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Special report: Mobile medical services allow for seamless business

by Nancy Ryerson, Staff Writer | December 31, 2013
From the December 2013 issue of HealthCare Business News magazine

“A hospital will have a doctor who promises to come and bring a lot of business, says Koers. “Adding on a new cath lab, for example, could cost of millions of dollars, with the hope that the doctor will deliver on his promises. With a trailer or modular solution, they can get some traction before installing a larger in-house lab.”

Hospitals also test patient load on a second or third scanner before deciding to install it, or can use a mobile to accommodate patient overflow during busy periods.

“If they’re on the brink of a second or third scanner, rather than doing the improvements for a second CT or MR, they’re bringing the [mobile] in to catch the volumes up and see if they really have the need for a second scanner,” says Shared Med’s Buchholz.

CT to go?
While CT mobile routes were once popular, especially in rural areas, mobile providers now report that most facilities require a more permanent scanner, especially for emergency rooms.

“It’s one of those tools now that’s a necessity, so the mobiles don’t really fit that,” says Buchholz.

But there may be a new life for mobile CT, in light of the U.S. Task Force decision to recommend low-dose CT screenings for smokers at a high risk of developing lung cancer. One mobile services company, Imaging Solutions, Inc., teamed up with the low-dose CT company, SmartCT, to provide mobile low-dose CT in rural shopping centers in the Upper Midwest.

Because Medicare and Medicaid don’t cover the procedure, keeping it affordable was a priority. The mobile in question was equipped with a GE Lightspeed 16 CT. However, GE’s dose reduction solution, called ASIR, doesn’t support Lightspeed 16, and replacing the scanner proved to be prohibitively expensive for a mobile installation. SafeCT, Medic Visions’ iterative reconstruction product, ended up being a fit because the technology is compatible with older systems. The scanner only had to be shut down for one day to install the program.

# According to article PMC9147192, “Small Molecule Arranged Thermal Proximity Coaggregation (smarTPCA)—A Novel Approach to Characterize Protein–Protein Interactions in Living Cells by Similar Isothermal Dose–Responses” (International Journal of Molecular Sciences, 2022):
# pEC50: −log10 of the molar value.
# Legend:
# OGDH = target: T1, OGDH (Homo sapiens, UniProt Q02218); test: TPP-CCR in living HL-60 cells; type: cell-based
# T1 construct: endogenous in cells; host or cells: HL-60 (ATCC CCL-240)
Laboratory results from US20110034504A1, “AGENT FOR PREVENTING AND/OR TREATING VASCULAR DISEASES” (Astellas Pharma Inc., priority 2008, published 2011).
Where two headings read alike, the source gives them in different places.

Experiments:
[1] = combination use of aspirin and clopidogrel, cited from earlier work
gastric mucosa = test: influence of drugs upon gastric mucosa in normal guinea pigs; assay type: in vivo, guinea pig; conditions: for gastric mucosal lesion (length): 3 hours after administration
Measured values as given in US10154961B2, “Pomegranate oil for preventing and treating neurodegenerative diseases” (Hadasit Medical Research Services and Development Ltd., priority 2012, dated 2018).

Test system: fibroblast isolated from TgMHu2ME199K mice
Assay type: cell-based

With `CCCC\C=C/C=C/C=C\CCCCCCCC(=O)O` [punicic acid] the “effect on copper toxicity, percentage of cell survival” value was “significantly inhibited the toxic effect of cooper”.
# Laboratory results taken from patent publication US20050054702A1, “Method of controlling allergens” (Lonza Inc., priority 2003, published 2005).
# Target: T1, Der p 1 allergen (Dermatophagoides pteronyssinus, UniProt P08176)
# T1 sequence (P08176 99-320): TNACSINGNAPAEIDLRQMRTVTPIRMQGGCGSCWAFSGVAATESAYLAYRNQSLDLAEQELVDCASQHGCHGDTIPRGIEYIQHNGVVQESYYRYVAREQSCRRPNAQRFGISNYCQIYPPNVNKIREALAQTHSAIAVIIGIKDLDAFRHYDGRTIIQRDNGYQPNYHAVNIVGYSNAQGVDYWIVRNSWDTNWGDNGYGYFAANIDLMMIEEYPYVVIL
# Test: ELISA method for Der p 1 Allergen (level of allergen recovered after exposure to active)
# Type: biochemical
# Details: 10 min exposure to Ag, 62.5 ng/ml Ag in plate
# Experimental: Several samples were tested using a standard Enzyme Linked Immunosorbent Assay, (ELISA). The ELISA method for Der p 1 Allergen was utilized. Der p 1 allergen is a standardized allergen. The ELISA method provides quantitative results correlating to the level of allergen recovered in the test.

Eyal Aharon, CEO of Medic Vision Ltd. imagines that more low-dose scanners will be installed in mobiles in the future.

“Most of the CT scanners in the mobile units are of models not supported by the OEM’s dose reduction solutions, so the operators need to replace the existing CT with a new one in order to comply with low-dose initiatives,” he says.

While the need for low-dose CT scans is always growing, some commentators aren’t sure that offering the service in a parking lot is the best approach.

“Early detection of lung cancers is serious business and while in theory one could pre-screen and educate patients at a mall as well as anywhere else, I find the practical logistics of doing so hard to imagine,” Lena Kauffman, a contributor at ImagingBiz, wrote in June. “A more likely scenario is for the patient to be handed materials on the risks and benefits of screening along with a screening questionnaire. […]The need for an accreditation program for CT lung cancer screening could not be more urgent.”

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